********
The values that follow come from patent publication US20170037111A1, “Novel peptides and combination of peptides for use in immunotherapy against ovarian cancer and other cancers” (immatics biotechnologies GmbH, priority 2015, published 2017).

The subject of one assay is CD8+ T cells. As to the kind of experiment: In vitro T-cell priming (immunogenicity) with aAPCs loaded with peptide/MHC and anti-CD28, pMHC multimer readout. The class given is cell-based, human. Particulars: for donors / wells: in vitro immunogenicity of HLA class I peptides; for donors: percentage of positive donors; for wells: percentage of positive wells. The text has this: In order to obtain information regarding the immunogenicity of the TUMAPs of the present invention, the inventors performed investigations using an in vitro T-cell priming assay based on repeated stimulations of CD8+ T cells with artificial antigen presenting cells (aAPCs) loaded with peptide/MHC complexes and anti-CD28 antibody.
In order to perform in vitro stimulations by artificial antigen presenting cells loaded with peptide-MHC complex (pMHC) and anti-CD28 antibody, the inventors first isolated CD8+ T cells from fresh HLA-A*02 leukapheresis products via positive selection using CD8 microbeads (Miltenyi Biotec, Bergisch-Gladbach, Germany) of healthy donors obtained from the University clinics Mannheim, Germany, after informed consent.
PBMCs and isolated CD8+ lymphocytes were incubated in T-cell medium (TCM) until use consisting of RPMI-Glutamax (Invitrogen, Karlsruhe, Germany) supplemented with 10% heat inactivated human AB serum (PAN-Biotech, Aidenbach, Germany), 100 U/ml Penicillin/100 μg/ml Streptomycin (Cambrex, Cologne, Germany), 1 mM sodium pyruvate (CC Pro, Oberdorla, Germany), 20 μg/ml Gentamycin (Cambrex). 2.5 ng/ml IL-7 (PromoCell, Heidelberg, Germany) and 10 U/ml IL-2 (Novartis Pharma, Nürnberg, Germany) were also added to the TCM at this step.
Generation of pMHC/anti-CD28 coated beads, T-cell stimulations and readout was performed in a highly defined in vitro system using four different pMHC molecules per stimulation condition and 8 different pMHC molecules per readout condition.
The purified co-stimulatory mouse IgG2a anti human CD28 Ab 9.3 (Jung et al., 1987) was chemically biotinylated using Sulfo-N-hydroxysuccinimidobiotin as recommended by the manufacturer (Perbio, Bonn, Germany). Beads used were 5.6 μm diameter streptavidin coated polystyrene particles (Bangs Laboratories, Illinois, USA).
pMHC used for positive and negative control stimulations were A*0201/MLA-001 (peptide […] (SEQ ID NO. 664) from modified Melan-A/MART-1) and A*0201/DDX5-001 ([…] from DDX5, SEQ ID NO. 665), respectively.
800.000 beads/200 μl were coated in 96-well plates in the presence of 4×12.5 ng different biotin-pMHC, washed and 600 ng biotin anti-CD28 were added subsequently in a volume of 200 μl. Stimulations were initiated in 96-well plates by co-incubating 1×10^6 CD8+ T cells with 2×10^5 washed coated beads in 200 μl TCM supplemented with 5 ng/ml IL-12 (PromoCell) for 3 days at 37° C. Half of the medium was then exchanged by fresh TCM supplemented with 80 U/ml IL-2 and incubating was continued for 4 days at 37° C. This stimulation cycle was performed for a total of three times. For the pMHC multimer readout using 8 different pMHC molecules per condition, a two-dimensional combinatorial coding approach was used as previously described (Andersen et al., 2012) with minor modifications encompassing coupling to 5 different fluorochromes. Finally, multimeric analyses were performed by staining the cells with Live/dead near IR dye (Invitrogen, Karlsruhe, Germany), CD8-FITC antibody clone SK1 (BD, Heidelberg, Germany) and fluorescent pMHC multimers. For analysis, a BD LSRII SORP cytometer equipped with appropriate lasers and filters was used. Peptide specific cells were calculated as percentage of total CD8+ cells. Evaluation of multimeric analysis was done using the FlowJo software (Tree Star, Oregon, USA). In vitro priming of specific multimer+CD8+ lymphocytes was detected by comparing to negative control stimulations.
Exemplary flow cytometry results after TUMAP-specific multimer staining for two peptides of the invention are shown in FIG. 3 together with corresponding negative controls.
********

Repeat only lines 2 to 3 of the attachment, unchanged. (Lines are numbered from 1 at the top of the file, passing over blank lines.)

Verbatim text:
The subject of one assay is CD8+ T cells. As to the kind of experiment: In vitro T-cell priming (immunogenicity) with aAPCs loaded with peptide/MHC and anti-CD28, pMHC multimer readout. The class given is cell-based, human. Particulars: for donors / wells: in vitro immunogenicity of HLA class I peptides; for donors: percentage of positive donors; for wells: percentage of positive wells. The text has this: In order to obtain information regarding the immunogenicity of the TUMAPs of the present invention, the inventors performed investigations using an in vitro T-cell priming assay based on repeated stimulations of CD8+ T cells with artificial antigen presenting cells (aAPCs) loaded with peptide/MHC complexes and anti-CD28 antibody.
In order to perform in vitro stimulations by artificial antigen presenting cells loaded with peptide-MHC complex (pMHC) and anti-CD28 antibody, the inventors first isolated CD8+ T cells from fresh HLA-A*02 leukapheresis products via positive selection using CD8 microbeads (Miltenyi Biotec, Bergisch-Gladbach, Germany) of healthy donors obtained from the University clinics Mannheim, Germany, after informed consent.